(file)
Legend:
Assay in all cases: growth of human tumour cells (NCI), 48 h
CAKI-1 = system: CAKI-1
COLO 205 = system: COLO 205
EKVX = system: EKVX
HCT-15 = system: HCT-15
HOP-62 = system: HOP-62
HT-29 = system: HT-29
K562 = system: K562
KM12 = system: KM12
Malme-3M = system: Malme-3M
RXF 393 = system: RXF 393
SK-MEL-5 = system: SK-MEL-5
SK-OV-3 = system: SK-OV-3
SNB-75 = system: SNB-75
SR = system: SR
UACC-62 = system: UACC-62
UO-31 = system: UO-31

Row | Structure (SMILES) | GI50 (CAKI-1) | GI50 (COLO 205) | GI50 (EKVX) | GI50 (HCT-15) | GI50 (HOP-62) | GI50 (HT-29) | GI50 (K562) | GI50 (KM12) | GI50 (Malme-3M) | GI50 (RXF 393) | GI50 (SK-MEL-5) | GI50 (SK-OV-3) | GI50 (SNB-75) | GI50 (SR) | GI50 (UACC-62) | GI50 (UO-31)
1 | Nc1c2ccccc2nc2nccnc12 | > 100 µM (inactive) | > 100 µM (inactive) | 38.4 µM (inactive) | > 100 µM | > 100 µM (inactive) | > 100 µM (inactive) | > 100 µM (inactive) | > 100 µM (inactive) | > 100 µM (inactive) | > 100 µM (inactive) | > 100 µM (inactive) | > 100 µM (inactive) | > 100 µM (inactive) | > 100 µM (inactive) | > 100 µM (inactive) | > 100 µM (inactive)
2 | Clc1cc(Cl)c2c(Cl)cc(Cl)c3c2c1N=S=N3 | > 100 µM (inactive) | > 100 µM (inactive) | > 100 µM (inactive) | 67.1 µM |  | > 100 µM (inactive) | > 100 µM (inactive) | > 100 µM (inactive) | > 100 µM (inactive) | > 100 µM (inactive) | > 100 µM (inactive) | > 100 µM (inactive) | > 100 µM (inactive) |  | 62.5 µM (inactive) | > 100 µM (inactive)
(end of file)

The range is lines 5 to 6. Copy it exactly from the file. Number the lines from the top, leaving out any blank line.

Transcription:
EKVX = system: EKVX
HCT-15 = system: HCT-15